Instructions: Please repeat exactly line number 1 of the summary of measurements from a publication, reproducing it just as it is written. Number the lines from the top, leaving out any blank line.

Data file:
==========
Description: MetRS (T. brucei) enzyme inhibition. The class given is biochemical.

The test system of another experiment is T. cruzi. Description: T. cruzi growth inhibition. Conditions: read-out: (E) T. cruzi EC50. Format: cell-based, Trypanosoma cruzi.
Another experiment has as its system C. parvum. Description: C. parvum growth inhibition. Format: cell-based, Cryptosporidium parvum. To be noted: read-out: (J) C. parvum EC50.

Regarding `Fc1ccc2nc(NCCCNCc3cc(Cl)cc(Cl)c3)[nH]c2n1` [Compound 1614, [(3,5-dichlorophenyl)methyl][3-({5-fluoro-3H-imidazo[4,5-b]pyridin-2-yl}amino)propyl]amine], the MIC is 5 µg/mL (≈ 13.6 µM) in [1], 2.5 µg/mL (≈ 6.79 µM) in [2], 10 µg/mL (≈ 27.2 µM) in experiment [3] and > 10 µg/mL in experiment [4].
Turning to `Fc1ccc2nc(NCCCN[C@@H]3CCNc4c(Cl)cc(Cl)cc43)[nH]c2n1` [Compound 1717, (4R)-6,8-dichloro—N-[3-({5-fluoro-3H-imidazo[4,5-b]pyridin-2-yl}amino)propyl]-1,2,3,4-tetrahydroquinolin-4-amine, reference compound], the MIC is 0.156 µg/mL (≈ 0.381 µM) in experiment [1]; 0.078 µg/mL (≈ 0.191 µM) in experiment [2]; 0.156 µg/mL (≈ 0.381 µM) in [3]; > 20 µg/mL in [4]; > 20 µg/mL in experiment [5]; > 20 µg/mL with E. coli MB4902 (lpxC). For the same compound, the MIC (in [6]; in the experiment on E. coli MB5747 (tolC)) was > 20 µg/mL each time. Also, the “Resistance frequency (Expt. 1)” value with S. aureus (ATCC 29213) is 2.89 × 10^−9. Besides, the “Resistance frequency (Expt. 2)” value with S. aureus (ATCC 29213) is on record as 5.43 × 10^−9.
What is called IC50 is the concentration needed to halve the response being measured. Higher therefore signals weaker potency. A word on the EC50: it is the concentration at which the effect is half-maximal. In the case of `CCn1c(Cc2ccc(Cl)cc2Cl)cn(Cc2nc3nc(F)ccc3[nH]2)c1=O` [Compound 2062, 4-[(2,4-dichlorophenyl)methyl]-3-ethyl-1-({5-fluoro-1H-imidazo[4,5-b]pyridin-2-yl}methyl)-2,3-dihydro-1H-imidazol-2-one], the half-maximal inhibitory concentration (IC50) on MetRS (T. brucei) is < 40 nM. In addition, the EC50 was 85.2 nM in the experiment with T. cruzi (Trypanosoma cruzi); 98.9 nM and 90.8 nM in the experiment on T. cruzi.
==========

Description: MetRS (T. brucei) enzyme inhibition. The class given is biochemical.